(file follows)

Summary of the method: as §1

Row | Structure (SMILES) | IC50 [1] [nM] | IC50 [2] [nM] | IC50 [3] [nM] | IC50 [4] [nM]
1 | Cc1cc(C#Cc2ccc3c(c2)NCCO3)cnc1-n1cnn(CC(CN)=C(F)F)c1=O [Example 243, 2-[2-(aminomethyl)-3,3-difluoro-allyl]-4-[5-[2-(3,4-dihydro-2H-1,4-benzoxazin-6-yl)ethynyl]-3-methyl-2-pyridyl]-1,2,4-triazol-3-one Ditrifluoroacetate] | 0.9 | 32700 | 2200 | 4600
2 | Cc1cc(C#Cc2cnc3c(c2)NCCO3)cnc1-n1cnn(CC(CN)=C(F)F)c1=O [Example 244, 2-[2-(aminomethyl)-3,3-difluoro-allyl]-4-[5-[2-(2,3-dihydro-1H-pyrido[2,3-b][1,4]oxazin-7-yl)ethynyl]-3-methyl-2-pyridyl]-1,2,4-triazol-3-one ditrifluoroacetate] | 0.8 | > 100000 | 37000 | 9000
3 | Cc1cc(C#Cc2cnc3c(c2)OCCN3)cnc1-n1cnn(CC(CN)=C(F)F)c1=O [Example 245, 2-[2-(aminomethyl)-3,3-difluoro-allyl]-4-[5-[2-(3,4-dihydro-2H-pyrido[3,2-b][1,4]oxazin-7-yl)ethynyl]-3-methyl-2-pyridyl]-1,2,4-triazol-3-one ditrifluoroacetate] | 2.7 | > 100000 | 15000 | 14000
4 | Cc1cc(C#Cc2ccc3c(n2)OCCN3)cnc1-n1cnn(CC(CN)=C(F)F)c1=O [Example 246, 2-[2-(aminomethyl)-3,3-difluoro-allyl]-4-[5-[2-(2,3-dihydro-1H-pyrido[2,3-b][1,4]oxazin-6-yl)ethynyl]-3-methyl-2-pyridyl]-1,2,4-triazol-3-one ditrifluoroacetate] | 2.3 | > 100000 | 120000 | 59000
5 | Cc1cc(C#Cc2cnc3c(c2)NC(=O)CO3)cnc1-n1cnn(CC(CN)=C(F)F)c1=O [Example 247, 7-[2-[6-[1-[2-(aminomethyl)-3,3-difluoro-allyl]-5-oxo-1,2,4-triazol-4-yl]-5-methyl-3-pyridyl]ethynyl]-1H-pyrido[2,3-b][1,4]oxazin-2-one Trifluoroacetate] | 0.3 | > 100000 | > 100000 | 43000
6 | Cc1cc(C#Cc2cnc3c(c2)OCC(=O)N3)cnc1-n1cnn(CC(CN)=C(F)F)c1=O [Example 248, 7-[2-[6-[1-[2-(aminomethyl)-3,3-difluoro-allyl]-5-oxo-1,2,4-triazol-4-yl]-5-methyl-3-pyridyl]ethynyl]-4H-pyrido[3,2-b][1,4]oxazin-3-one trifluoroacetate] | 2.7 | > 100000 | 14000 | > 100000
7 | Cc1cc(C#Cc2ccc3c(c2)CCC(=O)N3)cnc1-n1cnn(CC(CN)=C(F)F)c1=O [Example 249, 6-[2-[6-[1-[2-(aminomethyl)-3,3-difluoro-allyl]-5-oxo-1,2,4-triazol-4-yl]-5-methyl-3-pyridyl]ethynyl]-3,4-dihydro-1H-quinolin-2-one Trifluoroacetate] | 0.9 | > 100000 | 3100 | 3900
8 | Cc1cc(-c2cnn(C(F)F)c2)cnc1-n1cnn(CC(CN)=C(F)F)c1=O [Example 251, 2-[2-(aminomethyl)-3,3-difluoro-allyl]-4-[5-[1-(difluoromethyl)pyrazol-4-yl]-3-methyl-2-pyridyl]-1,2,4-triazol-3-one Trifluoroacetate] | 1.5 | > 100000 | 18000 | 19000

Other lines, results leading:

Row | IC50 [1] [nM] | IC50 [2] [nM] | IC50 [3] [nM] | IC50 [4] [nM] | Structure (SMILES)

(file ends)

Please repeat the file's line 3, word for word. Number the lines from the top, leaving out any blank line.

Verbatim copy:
1 | Cc1cc(C#Cc2ccc3c(c2)NCCO3)cnc1-n1cnn(CC(CN)=C(F)F)c1=O [Example 243, 2-[2-(aminomethyl)-3,3-difluoro-allyl]-4-[5-[2-(3,4-dihydro-2H-1,4-benzoxazin-6-yl)ethynyl]-3-methyl-2-pyridyl]-1,2,4-triazol-3-one Ditrifluoroacetate] | 0.9 | 32700 | 2200 | 4600